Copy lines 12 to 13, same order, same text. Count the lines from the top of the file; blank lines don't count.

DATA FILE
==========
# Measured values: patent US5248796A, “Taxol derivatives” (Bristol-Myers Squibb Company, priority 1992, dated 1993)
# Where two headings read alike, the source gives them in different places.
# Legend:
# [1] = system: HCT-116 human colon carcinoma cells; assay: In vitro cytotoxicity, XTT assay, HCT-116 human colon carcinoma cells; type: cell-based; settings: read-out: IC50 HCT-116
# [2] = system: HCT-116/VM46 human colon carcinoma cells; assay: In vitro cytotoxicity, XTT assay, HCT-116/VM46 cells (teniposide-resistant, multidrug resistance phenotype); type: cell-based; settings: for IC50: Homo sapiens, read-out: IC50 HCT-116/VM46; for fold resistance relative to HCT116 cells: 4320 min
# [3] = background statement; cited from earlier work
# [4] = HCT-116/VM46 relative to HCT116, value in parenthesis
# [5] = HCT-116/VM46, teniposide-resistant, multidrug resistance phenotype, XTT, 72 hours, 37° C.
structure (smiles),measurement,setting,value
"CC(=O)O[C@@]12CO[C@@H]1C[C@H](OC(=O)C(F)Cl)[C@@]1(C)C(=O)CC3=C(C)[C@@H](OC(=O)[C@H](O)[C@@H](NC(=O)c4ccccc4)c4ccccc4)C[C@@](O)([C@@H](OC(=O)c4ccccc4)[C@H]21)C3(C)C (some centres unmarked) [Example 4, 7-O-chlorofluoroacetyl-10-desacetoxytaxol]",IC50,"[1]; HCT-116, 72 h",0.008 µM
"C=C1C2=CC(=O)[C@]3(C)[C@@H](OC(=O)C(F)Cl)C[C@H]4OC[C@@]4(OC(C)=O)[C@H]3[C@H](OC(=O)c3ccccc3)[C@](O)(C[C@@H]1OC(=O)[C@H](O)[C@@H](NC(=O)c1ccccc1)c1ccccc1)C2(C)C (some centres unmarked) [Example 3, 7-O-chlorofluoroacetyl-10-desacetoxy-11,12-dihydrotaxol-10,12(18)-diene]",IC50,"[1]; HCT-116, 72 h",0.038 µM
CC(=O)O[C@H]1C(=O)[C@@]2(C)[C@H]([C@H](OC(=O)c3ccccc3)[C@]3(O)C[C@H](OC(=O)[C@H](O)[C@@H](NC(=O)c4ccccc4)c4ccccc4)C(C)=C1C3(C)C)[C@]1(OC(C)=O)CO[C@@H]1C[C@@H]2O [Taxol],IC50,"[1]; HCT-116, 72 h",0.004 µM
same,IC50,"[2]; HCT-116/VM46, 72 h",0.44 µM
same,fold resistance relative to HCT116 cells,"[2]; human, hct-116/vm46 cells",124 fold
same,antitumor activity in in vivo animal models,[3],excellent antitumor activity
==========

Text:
CC(=O)O[C@H]1C(=O)[C@@]2(C)[C@H]([C@H](OC(=O)c3ccccc3)[C@]3(O)C[C@H](OC(=O)[C@H](O)[C@@H](NC(=O)c4ccccc4)c4ccccc4)C(C)=C1C3(C)C)[C@]1(OC(C)=O)CO[C@@H]1C[C@@H]2O [Taxol],IC50,"[1]; HCT-116, 72 h",0.004 µM
same,IC50,"[2]; HCT-116/VM46, 72 h",0.44 µM